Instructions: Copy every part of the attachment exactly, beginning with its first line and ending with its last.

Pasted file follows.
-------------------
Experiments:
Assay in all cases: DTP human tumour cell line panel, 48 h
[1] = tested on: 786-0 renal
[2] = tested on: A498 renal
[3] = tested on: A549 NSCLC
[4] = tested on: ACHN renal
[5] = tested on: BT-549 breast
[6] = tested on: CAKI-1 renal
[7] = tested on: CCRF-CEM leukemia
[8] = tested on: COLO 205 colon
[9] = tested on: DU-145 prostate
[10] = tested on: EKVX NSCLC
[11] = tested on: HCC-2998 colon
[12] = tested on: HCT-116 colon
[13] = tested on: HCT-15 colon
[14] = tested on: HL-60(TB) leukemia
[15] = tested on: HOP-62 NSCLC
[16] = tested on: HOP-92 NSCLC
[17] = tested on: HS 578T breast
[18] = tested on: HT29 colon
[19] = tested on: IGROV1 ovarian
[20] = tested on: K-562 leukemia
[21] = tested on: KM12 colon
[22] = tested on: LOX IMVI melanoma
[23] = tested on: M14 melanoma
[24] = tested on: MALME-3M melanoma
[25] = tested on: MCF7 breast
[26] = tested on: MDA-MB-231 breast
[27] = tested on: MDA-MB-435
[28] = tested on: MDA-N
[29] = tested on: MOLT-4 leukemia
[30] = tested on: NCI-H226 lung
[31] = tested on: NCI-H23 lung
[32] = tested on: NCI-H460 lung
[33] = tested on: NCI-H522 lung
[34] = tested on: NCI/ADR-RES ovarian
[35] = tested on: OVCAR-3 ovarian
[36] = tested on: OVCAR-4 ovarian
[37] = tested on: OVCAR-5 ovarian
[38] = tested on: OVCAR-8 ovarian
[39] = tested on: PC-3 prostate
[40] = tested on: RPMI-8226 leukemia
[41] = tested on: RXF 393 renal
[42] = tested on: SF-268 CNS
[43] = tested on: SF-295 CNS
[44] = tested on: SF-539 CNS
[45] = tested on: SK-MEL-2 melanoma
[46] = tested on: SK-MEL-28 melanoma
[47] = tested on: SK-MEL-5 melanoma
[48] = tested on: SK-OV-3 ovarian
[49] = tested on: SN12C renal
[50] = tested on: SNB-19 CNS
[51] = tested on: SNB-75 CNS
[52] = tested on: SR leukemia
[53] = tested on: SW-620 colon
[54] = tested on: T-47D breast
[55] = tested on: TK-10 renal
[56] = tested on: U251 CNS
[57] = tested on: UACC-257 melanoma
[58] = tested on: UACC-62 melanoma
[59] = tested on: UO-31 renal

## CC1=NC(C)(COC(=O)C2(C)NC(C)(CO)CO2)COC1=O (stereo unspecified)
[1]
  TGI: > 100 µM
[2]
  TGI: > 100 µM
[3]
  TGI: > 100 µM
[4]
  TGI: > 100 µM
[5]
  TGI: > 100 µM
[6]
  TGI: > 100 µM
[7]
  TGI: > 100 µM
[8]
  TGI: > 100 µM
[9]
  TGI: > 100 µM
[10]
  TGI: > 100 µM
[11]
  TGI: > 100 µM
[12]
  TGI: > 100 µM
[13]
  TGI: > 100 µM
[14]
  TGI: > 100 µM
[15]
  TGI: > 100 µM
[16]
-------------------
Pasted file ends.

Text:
Experiments:
Assay in all cases: DTP human tumour cell line panel, 48 h
[1] = tested on: 786-0 renal
[2] = tested on: A498 renal
[3] = tested on: A549 NSCLC
[4] = tested on: ACHN renal
[5] = tested on: BT-549 breast
[6] = tested on: CAKI-1 renal
[7] = tested on: CCRF-CEM leukemia
[8] = tested on: COLO 205 colon
[9] = tested on: DU-145 prostate
[10] = tested on: EKVX NSCLC
[11] = tested on: HCC-2998 colon
[12] = tested on: HCT-116 colon
[13] = tested on: HCT-15 colon
[14] = tested on: HL-60(TB) leukemia
[15] = tested on: HOP-62 NSCLC
[16] = tested on: HOP-92 NSCLC
[17] = tested on: HS 578T breast
[18] = tested on: HT29 colon
[19] = tested on: IGROV1 ovarian
[20] = tested on: K-562 leukemia
[21] = tested on: KM12 colon
[22] = tested on: LOX IMVI melanoma
[23] = tested on: M14 melanoma
[24] = tested on: MALME-3M melanoma
[25] = tested on: MCF7 breast
[26] = tested on: MDA-MB-231 breast
[27] = tested on: MDA-MB-435
[28] = tested on: MDA-N
[29] = tested on: MOLT-4 leukemia
[30] = tested on: NCI-H226 lung
[31] = tested on: NCI-H23 lung
[32] = tested on: NCI-H460 lung
[33] = tested on: NCI-H522 lung
[34] = tested on: NCI/ADR-RES ovarian
[35] = tested on: OVCAR-3 ovarian
[36] = tested on: OVCAR-4 ovarian
[37] = tested on: OVCAR-5 ovarian
[38] = tested on: OVCAR-8 ovarian
[39] = tested on: PC-3 prostate
[40] = tested on: RPMI-8226 leukemia
[41] = tested on: RXF 393 renal
[42] = tested on: SF-268 CNS
[43] = tested on: SF-295 CNS
[44] = tested on: SF-539 CNS
[45] = tested on: SK-MEL-2 melanoma
[46] = tested on: SK-MEL-28 melanoma
[47] = tested on: SK-MEL-5 melanoma
[48] = tested on: SK-OV-3 ovarian
[49] = tested on: SN12C renal
[50] = tested on: SNB-19 CNS
[51] = tested on: SNB-75 CNS
[52] = tested on: SR leukemia
[53] = tested on: SW-620 colon
[54] = tested on: T-47D breast
[55] = tested on: TK-10 renal
[56] = tested on: U251 CNS
[57] = tested on: UACC-257 melanoma
[58] = tested on: UACC-62 melanoma
[59] = tested on: UO-31 renal

## CC1=NC(C)(COC(=O)C2(C)NC(C)(CO)CO2)COC1=O (stereo unspecified)
[1]
  TGI: > 100 µM
[2]
  TGI: > 100 µM
[3]
  TGI: > 100 µM
[4]
  TGI: > 100 µM
[5]
  TGI: > 100 µM
[6]
  TGI: > 100 µM
[7]
  TGI: > 100 µM
[8]
  TGI: > 100 µM
[9]
  TGI: > 100 µM
[10]
  TGI: > 100 µM
[11]
  TGI: > 100 µM
[12]
  TGI: > 100 µM
[13]
  TGI: > 100 µM
[14]
  TGI: > 100 µM
[15]
  TGI: > 100 µM
[16]